How difficult is it to get the tyre up to temperature here?
It depends. It could be that you lose temperature from the wind or you don’t go fast enough and the tyre doesn’t work hard enough. It’s a very tricky track for tyres.
How are your injuries?
They are becoming better. Obviously the crash at Aragon was big and I’ve got a problem in the muscles of my back and abdominal and I have to give them time. Last week was hard so I have to see how it’s healed.
How difficult was it to race in pain at Sepang?
The biggest problem was in the beginning. When I started the first couple of laps was when I felt the most pain but then when I got going I could forget about it.
With all the injuries that you have had over the last ten years are you finding it more difficult to recover?
Yeah, a little bit. Obviously now after a big crash I don’t get up as quickly as when I was 20, not that I’m old now! But sure I feel different.
How many bones have you broken?
I don’t count but many.
Looking back on your career so far in 125s and 250s you were as good as anyone in the last 30 years how tough has it been to come into MotoGP and not to have won the title yet?
Sometimes it’s been hard because I push myself every year a little further and I always try to do the maximum that I know and put my knowledge and skill. Basically I have had a couple of good chances to win but I was a little bit unlucky. On other occasions I wasn’t the best one either. I had good drivers like Rossi, Lorenzo and Stoner but on a couple of occasions I was there. The best chance by far was last year and I think it was a good chance.
The crashes at Misano and here at Philip Island last year stopped any chance of the championship.
The crash last year here I was pushing on a cold tyre and I slid the front. I’ll try to do another good weekend and this year with no Stoner it opens the door because he dominates here.
Of all the teammates that you’ve had how do you think you compare to them? Where are your biggest strengths compared to them?
I think that always one of my good points is that I always push myself to my very best in any of the situations that I’ve had. Technically my strong point has always been coming out of the corner and picking up the bike and getting a good drive. This and corner speed [are my strengths].
When you compare the data to those riders what was the main thing that they would do differently to you?
Obviously strength wise is one of the keys. The change of direction is a little more tricky for me and braking. When you’re braking you can break as deep as you can hold the G-Force. If you can hold 4G you can break at the very limit but obviously you need the grip. When we brake it doesn’t look like we do on TV where it looks like you’re standing but the amount of energy that you are using on your arms to hold your body backwards is a lot. So all the strength you can have there is better for braking late.
Did Aragon change your relationship with Marc?
What happened in Aragon happened and I understood that it wasn’t on purpose but it’s obviously his way of riding. Afterwards hearing that he listened to what he thinks is important only then obviously you have to approach differently racing against him.
Is it just that over the last few years you, Casey and Jorge always had clean racing where enough space given as opposed to this more aggressive riding?
On the race track it’s no different. It’s mental. You have to know that there’s no room but that there will be because someone will make the room. On the track you have to ride fast anyway.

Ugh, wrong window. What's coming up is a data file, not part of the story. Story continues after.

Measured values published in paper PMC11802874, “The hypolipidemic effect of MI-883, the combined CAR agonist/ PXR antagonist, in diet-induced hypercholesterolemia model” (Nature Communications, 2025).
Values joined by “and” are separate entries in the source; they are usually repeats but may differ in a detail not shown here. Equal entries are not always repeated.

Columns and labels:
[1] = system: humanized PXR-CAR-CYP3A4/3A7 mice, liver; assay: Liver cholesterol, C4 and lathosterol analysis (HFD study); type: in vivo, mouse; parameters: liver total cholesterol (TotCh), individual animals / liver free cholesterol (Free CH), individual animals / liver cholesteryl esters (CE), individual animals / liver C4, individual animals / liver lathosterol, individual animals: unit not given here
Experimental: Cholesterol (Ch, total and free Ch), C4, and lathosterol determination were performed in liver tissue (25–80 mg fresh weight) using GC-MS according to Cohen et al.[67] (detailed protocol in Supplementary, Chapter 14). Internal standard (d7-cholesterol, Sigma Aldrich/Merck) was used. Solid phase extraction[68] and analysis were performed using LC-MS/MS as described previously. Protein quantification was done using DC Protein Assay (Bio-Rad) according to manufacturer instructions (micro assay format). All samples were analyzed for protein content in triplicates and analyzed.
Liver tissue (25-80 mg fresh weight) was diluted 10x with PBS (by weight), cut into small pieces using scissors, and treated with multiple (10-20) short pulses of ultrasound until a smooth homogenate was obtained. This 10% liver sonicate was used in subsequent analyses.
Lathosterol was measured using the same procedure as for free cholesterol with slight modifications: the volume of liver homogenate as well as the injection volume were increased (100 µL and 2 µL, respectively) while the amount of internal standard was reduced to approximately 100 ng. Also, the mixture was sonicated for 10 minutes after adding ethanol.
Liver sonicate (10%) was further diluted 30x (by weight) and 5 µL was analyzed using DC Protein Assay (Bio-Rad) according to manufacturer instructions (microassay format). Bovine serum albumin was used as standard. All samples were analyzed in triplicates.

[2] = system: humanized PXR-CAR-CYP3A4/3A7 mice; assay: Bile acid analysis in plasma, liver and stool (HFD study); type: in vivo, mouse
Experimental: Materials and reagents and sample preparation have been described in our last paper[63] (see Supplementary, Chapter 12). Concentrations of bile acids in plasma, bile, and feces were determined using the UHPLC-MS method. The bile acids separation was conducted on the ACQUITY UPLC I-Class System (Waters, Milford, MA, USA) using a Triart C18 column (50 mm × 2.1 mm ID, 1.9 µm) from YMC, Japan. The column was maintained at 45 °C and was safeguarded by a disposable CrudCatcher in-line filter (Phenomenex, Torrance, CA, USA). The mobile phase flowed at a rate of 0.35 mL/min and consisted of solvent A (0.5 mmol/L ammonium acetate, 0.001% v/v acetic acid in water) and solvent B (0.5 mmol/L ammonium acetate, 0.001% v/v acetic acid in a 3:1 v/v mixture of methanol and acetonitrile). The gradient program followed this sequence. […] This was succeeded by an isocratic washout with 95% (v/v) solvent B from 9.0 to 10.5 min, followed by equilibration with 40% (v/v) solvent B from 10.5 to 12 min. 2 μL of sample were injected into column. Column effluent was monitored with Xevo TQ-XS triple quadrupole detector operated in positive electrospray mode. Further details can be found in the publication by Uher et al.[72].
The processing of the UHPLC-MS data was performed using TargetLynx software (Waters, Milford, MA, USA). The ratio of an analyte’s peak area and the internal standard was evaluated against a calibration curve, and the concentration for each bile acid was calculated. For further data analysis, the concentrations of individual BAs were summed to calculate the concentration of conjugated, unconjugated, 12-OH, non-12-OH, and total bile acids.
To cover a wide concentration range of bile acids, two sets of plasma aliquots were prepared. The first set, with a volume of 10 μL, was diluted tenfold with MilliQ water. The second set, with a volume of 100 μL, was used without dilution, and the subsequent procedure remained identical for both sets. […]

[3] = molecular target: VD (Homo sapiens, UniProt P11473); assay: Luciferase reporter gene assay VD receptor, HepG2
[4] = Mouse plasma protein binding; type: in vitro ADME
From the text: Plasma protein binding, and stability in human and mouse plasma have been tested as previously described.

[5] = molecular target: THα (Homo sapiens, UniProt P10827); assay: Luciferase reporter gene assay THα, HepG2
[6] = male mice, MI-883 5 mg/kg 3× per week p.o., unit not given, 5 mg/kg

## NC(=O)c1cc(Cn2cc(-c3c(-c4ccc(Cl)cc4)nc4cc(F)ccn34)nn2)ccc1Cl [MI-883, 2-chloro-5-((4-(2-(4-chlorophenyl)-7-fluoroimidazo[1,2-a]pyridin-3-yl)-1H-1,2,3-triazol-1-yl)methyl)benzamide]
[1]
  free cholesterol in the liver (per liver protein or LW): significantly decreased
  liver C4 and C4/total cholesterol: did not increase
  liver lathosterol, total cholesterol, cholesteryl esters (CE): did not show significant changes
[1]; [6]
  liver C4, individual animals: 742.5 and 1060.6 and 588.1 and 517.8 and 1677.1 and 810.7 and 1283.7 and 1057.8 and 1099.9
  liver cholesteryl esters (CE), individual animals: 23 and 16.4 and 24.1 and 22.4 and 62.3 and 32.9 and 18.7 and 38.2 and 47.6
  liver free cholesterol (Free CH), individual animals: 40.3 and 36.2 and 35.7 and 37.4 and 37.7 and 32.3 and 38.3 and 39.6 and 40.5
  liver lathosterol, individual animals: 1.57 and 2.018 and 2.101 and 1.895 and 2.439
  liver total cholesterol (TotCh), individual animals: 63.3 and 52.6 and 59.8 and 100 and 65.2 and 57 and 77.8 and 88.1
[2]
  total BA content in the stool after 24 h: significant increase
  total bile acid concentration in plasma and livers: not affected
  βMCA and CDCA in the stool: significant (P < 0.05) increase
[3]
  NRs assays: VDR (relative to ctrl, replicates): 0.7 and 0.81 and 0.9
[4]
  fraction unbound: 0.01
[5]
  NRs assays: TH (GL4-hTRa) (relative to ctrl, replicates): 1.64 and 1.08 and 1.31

Away from MotoGP what do you like to do to relax?
One of my biggest hobbies is windsurfing but I don’t have enough time…or I should say the correct time. Mostly in Europe when it’s windy and it’s a good temperature to go into the water it is summer and I’m very busy with racing. When I get time in winter there’s no way I’d go in the frozen lakes or water because I don’t enjoy it that way. I enjoy it when it’s sunny and warm.
You went to Monza for the Italian Grand Prix, do you get to go to many races in other series?
No because I race all the year with one week on and one week off or sometimes two or three weeks in a row and when a weekend off I just like to watch it on TV and stay at my house and chill. If you have to go you have to take another flight, check into another hotel and then wait for the flight and things like this. So as much as I can I try and take my time when I am off because I’ve done this for more than ten years and obviously you like to take profit of your own time. But once I am there and I am watching another series I enjoy Motocross and Supercross a lot. Sometimes I ask myself if it is worth the trip [to go these races] but when you’re there it’s good.
When you at the F1 was there anything that you saw that you’d like to see brought into MotoGP?
The paddock is very relaxed. They don’t disturb as much and drivers can go in and out from their motorhomes to the pitbox and they don’t have to run to get to a toilet or feel that someone is watching you when you are in the toilet. In one way for the fans it’s not the best because they like to meet their idols and take pictures but obviously some races are very busy for us and it’s hard even just to go to the toilet or go for food.
You’ve been in MotoGP for 12 years, how hard is it to keep the motivation to keep coming back?
Sometimes it’s hard and it’s something inside, a fire inside, and I think you need to keep the fire up with the daily things. How you wake up, how you train and how you approach any activity that you do. Sometimes you are not in the best shape but you have people who remind you about the good things but it’s something inside you and when it stops you are better to stop. But when it’s going you can still do it.
How many more years do think it will burn for you?
I don’t know.